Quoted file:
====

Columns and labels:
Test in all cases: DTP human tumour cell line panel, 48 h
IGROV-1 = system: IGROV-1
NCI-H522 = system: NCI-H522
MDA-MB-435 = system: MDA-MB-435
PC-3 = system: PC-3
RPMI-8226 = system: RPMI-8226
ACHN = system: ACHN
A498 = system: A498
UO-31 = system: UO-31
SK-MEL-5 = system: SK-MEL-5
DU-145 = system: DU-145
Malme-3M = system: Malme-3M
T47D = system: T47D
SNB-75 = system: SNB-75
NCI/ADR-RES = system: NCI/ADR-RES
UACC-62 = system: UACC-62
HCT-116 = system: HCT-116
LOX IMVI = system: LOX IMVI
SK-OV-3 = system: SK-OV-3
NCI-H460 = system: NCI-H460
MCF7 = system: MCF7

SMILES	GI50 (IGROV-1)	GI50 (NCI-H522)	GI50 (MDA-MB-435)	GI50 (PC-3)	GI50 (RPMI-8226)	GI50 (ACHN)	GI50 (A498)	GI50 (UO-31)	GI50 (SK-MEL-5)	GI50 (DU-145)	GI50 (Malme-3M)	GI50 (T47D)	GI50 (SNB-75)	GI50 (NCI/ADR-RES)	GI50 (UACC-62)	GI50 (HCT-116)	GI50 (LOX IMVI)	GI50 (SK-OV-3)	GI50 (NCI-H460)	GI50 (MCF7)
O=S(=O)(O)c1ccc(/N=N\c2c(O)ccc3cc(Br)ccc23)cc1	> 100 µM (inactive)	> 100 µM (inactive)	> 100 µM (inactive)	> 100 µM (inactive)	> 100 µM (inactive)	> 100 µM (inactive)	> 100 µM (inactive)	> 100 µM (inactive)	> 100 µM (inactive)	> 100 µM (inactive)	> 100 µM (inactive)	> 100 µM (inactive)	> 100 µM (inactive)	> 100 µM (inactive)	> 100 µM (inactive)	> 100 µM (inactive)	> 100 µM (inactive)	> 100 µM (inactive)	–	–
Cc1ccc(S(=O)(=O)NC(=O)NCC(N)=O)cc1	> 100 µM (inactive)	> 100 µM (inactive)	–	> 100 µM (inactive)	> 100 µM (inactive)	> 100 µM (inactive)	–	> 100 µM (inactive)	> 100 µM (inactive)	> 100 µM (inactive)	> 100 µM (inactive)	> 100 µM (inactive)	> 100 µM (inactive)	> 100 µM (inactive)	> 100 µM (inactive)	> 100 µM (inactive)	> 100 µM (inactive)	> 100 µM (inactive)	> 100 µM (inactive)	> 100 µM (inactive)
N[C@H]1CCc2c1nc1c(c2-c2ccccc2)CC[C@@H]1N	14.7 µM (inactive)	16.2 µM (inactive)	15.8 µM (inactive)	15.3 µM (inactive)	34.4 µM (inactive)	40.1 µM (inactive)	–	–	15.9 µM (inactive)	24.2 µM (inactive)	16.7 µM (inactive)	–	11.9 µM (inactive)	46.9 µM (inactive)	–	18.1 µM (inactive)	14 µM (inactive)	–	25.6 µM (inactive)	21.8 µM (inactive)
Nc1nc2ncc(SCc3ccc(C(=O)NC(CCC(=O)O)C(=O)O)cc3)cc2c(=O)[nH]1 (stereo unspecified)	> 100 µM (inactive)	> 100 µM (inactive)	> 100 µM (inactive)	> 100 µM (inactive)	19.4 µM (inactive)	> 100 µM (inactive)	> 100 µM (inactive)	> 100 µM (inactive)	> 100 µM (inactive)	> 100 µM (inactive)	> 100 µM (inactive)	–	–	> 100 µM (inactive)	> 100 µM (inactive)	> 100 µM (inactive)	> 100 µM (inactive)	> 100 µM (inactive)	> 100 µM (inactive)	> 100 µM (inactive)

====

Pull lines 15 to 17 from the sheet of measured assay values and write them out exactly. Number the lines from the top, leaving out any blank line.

SNB-75 = system: SNB-75
NCI/ADR-RES = system: NCI/ADR-RES
UACC-62 = system: UACC-62